You might be startled to learn that there are nearly 100 species in the cockroach order in North America north of Mexico. A great majority of cockroaches and termites are not pests to people. Only a few species are pests in homes, and many of these originally came from the Old World, having traveled around the globe with people. The rest are humble decomposers that live under rocks, bark, rotting wood, or leaf litter and never enter homes.
Most people know a typical cockroach when they see one: they are flattened, oval, usually small, with long, swept-back antennae, colored reddish brown, brown, or black, and often shiny. They usually have a pair of antenna-like cerci at the end of the abdomen. They can hide in tight crevices and lack specialized appendages or mouthparts. Those with wings fold them overlapped over their back.
Some typical cockroaches in Missouri include various species of wood cockroaches (Parcoplatta spp.), which live in wooded areas and rarely enter homes, as well as common household pests such as the German cockroach (Blattella germanica) (originally from northeast Africa or southeast Asia), American cockroach (Periplaneta americana) (originally from tropical Africa), and Oriental cockroach (Blatta orientalis) (originally from the region between Europe and Asia).
Recently, termites have been included in the cockroach order, making the combined cockroach-termite order, as a whole, more difficult to describe. The families of termites are clearly different from the families of typical cockroaches.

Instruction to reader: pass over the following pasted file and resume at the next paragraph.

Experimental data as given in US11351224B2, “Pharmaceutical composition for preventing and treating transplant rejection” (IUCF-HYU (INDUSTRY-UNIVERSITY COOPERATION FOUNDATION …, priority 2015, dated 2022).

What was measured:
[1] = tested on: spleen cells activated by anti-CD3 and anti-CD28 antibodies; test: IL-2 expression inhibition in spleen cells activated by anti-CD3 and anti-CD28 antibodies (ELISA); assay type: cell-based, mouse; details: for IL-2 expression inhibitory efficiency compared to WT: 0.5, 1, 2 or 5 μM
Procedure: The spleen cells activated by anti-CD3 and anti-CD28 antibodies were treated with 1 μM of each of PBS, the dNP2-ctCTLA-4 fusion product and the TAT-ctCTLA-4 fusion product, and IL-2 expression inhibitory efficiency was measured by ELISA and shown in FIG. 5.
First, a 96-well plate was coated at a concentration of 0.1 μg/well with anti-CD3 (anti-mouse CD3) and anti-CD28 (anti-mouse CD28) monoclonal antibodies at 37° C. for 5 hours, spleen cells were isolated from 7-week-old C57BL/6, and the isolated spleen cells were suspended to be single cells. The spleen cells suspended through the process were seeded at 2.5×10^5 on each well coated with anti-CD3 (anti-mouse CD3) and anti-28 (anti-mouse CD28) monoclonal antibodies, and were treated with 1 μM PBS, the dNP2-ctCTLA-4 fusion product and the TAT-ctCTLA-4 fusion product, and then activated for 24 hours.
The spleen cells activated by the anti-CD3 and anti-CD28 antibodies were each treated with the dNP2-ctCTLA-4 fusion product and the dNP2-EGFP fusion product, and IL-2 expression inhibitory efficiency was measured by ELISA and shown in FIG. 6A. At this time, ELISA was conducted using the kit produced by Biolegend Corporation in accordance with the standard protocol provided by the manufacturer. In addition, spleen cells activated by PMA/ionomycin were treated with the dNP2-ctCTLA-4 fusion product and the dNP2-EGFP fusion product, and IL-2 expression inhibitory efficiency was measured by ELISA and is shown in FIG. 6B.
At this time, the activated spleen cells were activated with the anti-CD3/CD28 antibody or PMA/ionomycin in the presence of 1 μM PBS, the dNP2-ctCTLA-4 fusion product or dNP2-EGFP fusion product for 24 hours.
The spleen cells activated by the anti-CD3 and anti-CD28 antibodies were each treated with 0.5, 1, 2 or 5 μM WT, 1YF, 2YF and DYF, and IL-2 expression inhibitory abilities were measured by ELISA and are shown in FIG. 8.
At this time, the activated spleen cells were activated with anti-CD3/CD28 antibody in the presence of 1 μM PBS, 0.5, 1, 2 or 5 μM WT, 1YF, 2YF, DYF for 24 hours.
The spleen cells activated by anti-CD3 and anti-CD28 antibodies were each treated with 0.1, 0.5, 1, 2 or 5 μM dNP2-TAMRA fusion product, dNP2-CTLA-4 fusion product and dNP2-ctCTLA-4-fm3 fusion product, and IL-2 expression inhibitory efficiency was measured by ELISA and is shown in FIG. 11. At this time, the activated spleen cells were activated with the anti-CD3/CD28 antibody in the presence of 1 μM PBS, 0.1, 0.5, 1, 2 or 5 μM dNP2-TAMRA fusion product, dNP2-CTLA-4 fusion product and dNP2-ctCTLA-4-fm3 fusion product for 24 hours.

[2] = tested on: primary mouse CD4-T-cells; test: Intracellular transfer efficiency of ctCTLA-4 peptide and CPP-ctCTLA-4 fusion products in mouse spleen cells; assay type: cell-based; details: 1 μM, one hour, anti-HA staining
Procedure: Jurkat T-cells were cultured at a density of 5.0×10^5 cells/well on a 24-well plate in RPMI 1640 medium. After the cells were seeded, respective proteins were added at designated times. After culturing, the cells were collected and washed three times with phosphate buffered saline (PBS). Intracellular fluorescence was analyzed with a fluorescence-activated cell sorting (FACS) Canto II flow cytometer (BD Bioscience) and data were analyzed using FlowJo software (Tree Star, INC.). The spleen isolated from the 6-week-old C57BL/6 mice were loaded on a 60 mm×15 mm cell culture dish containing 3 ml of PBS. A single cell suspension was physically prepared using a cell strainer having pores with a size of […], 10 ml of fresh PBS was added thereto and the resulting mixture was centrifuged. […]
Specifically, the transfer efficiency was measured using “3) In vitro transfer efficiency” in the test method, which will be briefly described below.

Termites, which used to be separated in their own order (Isoptera), have been folded into the cockroach order based on DNA evidence: They are closely related to one of the families of cockroaches, so all share a common ancestor. In North America, there are five families (about 50 species) of typical cockroaches and four families (about 50 species) of termites.
The various families of termites are grouped together is an epifamily, Termitoidae, which recognizes how distinct they are from the typical cockroaches in the cockroach-termite order.
People often confuse termites with ants. Both are small insects that live in colonies and live on or near the ground, under rocks, wood, and leaf litter. Ants, however, have the middle part of the body narrowed to a relatively tiny stalk between the large head and the large abdomen. Termites, however, have a fairly cylindrical body, only slightly narrowed behind the head. Ants lack a pronotum (a shieldlike plate behind the head, where their shoulders would be), while termites and cockroaches have a pronotum.